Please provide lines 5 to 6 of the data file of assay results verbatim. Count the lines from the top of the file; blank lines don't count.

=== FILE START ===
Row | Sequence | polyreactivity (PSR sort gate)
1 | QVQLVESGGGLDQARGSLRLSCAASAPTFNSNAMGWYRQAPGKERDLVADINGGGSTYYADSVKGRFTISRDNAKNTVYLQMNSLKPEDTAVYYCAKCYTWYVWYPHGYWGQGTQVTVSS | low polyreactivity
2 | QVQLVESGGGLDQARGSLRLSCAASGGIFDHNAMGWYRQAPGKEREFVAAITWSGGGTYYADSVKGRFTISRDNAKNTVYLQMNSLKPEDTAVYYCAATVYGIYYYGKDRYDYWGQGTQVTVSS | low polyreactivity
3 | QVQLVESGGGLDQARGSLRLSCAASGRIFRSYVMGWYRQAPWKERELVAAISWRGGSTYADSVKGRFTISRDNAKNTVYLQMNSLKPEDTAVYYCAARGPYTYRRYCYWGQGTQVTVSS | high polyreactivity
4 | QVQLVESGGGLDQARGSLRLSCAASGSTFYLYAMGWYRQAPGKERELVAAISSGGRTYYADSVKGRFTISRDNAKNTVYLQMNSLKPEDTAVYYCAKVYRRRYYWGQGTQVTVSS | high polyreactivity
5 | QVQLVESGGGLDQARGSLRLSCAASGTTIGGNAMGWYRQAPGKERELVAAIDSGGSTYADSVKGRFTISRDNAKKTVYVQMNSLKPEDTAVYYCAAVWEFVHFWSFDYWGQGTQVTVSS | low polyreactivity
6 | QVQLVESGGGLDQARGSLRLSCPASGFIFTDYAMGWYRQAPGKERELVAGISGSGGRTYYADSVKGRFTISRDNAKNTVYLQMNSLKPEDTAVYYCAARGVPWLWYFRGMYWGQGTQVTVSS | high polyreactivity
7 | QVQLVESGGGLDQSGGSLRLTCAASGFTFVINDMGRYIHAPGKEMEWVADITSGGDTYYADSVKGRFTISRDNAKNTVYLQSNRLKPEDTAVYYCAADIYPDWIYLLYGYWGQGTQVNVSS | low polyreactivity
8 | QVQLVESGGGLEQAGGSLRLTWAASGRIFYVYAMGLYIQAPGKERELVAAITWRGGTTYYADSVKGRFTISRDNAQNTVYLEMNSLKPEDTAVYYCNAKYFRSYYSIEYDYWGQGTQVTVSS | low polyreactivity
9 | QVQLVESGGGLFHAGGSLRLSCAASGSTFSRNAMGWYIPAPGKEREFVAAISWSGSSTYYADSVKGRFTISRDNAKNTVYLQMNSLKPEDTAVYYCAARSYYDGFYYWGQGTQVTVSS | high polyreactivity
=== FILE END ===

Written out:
4 | QVQLVESGGGLDQARGSLRLSCAASGSTFYLYAMGWYRQAPGKERELVAAISSGGRTYYADSVKGRFTISRDNAKNTVYLQMNSLKPEDTAVYYCAKVYRRRYYWGQGTQVTVSS | high polyreactivity
5 | QVQLVESGGGLDQARGSLRLSCAASGTTIGGNAMGWYRQAPGKERELVAAIDSGGSTYADSVKGRFTISRDNAKKTVYVQMNSLKPEDTAVYYCAAVWEFVHFWSFDYWGQGTQVTVSS | low polyreactivity